First genetic identification in Ireland of a stranded whale12th Apr 2001 On 25 March 2000, a dead whale, approximately 5 m in length, was found in very poor condition near Doonbeg, Co Clare by Simon Berrow of the IWDG as part of the IWDG Stranding scheme. Although the whale could be identified as a beaked whale, the lower jaw was missing preventing us from identifying which species of beaked whale it was (there are about 20 species worldwide with 4 recorded in Irish waters).
Simon sent a sample of tissue from the animal to Merel Dalebout at the University of Auckland, New Zealand. Merel extracted DNA from the tissue and conducted a phylogenetic analysis to identify which species it was. The results, when compared with samples from known species, identified the animal as being a Cuvier's beaked whale (Ziphius cavirostris).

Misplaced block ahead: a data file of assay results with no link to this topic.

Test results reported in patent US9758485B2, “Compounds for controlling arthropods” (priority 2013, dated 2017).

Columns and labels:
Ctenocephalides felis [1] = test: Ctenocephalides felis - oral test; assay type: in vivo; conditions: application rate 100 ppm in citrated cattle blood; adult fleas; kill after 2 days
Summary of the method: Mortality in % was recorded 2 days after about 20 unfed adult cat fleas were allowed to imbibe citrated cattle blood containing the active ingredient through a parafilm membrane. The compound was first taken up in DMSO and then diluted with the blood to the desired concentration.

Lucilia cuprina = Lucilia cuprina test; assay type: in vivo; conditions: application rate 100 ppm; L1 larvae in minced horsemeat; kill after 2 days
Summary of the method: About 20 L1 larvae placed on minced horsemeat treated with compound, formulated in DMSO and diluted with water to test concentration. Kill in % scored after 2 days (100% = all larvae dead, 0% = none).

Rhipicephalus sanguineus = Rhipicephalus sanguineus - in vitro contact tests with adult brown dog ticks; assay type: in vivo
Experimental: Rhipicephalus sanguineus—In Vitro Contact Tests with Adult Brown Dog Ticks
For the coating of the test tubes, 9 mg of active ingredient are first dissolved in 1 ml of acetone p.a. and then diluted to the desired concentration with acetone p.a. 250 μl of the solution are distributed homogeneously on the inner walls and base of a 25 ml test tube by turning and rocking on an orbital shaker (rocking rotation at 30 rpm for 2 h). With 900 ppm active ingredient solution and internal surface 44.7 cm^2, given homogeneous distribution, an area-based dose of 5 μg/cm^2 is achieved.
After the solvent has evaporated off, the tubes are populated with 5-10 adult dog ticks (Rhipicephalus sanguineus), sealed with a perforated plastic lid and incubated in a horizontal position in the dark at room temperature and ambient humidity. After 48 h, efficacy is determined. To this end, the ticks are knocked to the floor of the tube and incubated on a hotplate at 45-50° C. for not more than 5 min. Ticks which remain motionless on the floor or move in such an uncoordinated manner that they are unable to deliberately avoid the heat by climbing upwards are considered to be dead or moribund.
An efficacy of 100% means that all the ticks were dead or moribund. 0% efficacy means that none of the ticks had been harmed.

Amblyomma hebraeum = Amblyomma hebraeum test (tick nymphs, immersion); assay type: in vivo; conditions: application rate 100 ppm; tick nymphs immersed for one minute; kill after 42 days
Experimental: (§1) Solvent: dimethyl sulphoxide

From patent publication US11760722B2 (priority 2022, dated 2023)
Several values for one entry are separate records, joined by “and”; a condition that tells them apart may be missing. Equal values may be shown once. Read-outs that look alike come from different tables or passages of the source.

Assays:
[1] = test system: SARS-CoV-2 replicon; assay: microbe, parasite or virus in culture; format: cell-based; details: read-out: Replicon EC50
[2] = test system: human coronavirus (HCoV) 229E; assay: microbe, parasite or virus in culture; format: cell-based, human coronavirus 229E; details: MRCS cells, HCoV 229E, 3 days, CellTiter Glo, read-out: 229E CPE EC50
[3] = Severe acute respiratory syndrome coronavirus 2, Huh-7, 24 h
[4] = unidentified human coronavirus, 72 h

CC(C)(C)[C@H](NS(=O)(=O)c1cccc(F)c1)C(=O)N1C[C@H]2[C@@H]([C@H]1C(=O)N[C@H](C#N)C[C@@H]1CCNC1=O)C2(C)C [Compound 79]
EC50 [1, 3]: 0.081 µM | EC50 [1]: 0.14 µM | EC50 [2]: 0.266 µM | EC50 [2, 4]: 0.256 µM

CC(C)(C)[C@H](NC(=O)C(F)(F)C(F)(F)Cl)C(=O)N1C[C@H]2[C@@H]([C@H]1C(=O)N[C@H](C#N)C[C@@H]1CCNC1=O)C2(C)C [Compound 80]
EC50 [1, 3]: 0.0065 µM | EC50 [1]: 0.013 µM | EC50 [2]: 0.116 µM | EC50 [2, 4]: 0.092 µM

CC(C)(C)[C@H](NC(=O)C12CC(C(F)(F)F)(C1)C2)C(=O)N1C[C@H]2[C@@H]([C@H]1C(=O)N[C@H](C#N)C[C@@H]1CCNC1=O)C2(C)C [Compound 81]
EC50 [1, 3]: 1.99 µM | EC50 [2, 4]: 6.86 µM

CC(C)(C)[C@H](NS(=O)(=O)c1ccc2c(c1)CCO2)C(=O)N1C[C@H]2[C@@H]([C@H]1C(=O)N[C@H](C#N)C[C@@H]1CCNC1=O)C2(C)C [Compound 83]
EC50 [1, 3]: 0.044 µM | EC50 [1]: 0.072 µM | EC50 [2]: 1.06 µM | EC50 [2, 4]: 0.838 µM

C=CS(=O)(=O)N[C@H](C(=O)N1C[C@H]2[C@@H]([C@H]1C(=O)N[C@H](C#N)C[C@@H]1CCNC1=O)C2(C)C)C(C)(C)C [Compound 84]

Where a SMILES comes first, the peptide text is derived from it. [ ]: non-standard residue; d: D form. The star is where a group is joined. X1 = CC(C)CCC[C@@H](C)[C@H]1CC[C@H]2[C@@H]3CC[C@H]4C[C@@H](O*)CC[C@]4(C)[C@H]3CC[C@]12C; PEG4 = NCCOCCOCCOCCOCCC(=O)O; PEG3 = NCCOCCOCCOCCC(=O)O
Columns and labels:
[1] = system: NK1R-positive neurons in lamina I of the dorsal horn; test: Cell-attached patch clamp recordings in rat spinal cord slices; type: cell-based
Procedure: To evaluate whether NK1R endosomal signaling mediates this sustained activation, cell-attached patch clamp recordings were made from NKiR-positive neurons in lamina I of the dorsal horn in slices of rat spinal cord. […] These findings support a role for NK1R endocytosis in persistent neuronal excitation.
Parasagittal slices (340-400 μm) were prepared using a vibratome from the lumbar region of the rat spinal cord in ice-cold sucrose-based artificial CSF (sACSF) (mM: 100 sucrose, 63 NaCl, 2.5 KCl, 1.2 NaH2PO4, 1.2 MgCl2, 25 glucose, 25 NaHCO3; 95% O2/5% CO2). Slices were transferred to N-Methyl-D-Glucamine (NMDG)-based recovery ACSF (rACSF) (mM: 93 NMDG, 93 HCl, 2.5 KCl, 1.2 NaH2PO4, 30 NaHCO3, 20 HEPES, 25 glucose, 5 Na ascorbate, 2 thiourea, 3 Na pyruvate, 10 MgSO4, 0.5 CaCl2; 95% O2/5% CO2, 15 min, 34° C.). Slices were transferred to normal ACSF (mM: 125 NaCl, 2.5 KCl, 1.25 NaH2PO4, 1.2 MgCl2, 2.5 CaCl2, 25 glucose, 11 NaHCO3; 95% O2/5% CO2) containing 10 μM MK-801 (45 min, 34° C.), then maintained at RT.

This is the first time a stranded whale in Ireland has been identified using genetic techniques. The Doonbeg animal represents the fourth stranded Cuvier's beaked whale reported during a 6-week period between 14 March and 1 May 2000; one in each of the counties, Sligo and Kerry and two in Co Clare. Previously, the stranding rate for Cuvier's beaked whales in Ireland was approximately one every four years which suggests these were unusual stranding events.
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